The primary issue before the court thus was “Whether Novex is legally permitted to issue or grant license under the Copyright Act without being the copyright society under the Copyright Act as contemplated under Section 33 of the Copyright Act, 1957?”
The Court differentiated between a copyright owner's right to grant licences as an individual and a commercial enterprise's right to do so only if it is a registered copyright society. For example, a music label may grant licences under Section 30, but not Novex, PPL, or any other business that is not a recognized copyright society.
“It is true that the assignee becomes an owner by virtue of Section 18(2) of the Act and is, therefore, legally able to grant licences under Section 30 as the owner of the copyright.” Section 30 recognises the owner's power to give a licence but makes no difference between people and businesses. Section 33 imposes a ban on the “business of giving or granting licences” except via copyright organizations [clause (1) and second proviso to Section 33], while keeping the right of the owner to licence his works under Sections 18(2) and 30 of the Act. (Para 28).
“The right of an owner to exploit a right by granting a licence remains unaffected. However, a commercial entity giving licences is required to go via a copyright society established under Section 33(3) of the Act.”
It is plainly misconceived that the second proviso infringes on the copyright owner's rights under Sections 18 and 30. Section 33(1) and its second proviso do not affect an owner's authority to issue licences for his own works. It only restricts its usage via licencing through a copyright society”.
Taking into account the above, the Court ruled that the harm underlying the Copyright (Amendment) Act 2012 was that copyright organizations had been taken over by owners, relegating writers and composers to the background. Second, Sections 17 and 18 guaranteed writers and composers no income. The 2012 Copyright Amendment Act seeks to solve this by bringing writers and composers on a level with owners in the management of copyright organizations. Section 35 was amended. The next step was to alter Sections 18 & 19 to provide authors with an equal proportion of revenues. Section 33 was later changed to require that licences for copyrights be issued solely via copyright organizations so that the royalties received might be split equally amongst writers, composers, and copyright owners. It is thus hard to accept the plaintiff's skilled counsel's position that notwithstanding Section 33(1) and its second proviso's explicit command, corporate organizations like the plaintiff may licence works in sound recordings. This interpretation would be contrary to the 2012 Amendment's intent since it would redirect income intended to be shared equally between the owner and the author.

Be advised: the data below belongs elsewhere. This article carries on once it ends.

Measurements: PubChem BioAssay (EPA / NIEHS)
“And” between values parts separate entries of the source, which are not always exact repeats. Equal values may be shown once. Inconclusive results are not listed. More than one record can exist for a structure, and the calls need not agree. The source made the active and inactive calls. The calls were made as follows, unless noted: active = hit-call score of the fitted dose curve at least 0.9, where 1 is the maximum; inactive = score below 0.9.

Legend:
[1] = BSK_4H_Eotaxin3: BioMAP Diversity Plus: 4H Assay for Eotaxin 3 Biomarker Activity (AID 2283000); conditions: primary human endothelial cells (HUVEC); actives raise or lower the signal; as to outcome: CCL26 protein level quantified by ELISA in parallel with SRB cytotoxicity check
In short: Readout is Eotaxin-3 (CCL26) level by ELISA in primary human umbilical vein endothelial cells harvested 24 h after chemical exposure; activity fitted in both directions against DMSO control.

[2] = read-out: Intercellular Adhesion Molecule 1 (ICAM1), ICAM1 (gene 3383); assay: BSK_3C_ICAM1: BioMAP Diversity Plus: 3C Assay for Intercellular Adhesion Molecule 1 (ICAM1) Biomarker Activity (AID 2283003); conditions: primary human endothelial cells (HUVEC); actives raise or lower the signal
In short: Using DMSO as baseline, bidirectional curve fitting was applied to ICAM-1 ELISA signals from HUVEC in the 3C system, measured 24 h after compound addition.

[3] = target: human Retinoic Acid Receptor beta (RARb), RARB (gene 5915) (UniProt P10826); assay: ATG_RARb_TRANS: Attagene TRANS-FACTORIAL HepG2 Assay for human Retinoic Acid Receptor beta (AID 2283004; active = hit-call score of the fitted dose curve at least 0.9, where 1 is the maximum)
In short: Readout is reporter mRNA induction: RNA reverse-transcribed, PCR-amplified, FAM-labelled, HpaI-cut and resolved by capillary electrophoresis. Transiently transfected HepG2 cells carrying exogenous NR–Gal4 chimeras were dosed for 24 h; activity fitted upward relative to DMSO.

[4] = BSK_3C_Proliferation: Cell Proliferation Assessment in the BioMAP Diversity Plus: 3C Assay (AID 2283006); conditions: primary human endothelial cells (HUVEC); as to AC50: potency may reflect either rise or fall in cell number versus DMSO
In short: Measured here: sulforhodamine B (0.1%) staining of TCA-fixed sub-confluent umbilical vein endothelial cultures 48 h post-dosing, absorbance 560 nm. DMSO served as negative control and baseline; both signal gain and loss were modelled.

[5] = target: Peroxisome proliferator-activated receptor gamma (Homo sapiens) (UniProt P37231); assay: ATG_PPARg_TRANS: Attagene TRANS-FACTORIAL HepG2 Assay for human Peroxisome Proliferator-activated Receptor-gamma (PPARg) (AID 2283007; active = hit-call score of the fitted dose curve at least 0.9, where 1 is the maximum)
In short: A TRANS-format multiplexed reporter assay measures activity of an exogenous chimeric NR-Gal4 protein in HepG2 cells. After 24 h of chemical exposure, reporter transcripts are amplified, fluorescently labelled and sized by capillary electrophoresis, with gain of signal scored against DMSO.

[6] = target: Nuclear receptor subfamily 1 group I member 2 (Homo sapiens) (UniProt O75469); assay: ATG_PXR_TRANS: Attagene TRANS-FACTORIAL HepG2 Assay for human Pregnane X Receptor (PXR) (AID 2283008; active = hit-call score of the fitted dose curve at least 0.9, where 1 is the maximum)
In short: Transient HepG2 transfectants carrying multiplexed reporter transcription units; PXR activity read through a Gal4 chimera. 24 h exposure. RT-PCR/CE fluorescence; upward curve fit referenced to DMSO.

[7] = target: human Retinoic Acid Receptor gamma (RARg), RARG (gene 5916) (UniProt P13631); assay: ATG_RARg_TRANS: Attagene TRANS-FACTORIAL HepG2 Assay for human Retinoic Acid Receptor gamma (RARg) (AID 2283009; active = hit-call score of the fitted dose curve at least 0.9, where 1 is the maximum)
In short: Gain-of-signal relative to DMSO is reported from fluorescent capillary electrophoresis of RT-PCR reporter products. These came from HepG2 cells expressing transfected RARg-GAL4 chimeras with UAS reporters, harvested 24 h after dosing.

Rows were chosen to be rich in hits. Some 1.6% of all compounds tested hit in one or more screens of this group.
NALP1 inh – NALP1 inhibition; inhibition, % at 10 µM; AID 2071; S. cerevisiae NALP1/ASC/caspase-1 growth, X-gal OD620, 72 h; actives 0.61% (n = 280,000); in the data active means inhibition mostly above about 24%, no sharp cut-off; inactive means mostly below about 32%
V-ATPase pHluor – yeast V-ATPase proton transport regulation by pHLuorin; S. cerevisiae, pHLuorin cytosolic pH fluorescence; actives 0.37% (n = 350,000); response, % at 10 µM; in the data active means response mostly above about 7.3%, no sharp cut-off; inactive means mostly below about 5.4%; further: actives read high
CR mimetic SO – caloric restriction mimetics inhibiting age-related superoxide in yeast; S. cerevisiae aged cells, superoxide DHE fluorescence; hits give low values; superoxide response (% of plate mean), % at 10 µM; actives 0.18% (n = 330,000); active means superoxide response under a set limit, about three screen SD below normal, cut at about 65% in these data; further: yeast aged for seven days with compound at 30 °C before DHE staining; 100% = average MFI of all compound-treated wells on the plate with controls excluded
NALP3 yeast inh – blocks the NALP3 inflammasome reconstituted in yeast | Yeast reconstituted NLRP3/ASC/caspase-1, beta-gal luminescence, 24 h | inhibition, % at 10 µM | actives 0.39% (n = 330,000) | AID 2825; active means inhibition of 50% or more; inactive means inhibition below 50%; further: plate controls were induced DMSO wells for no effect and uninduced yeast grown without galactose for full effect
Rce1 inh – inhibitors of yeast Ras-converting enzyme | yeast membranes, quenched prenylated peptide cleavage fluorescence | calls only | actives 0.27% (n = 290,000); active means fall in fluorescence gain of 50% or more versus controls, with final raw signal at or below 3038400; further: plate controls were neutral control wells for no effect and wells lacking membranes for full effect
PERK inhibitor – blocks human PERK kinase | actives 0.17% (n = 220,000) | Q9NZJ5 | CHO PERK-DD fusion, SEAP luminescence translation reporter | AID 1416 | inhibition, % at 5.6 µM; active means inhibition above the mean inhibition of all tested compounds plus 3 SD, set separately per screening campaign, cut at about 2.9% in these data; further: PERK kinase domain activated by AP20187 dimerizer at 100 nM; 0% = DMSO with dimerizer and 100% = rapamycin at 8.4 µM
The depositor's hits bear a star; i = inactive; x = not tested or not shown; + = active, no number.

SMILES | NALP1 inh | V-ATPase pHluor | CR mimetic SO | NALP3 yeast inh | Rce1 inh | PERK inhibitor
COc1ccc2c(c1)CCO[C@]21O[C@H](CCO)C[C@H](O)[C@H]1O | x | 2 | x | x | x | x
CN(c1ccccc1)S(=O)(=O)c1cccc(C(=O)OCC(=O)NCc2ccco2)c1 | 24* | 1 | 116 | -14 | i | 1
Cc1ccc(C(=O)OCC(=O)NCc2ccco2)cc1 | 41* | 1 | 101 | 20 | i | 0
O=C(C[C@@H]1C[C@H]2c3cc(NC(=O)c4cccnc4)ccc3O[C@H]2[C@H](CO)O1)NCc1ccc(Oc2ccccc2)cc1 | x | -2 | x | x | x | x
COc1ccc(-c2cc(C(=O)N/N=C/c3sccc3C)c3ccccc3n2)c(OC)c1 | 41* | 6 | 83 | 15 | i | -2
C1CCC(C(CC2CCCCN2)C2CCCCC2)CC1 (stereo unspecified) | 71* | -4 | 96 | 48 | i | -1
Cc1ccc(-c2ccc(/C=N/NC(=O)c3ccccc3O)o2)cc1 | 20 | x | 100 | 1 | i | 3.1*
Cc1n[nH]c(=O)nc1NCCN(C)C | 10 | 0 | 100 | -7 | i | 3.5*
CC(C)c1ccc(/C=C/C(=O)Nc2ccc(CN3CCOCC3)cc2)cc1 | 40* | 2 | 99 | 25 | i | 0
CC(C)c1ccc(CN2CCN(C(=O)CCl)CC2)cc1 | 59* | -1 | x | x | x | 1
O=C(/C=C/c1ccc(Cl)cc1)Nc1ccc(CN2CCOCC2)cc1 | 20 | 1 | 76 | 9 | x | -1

It can be observed from the recent judgment given by the Madras high court, that individuals can grant license through Section 30 of the Copyright Act, 1957 but there is a very broad difference between a person and a private entity/ company. a private company cannot sell music copyright as it will be foul through Section 33 of the Copyright act, 1957 if it will be not a registered copyright society. Novex is not registered as copyright societies, they are - by virtue of Section 33(1) of the Act - proscribed from carrying on the business of issuing or granting licences. Hence, for an entity or company to grant a music license must be a registered copyright society under section 33(1) of the Copyright Act, 1957.
Music licence agreements have an impact on the lives of almost everyone who listens to music, which is pretty much everyone. The intellectual property regulations apply every time someone downloads music, whether legitimately or illegally. Most musicians who practise on a big scale rely on music licence agreements to make a living. Because of the widespread appeal of music, including, unfortunately, stolen music, most of their labour goes unpaid. Through the cases cited it can be concluded that Section 30 of the Copyright act, 1957 states that a person can grant licensing. But when it comes to a private company, the same will be illegal under Section 33 of the Copyright Act, 1957 as they have to be registered as a copyright society which can only be a government entity in India.
The article first published on Lexology.com and the same can be accessed here.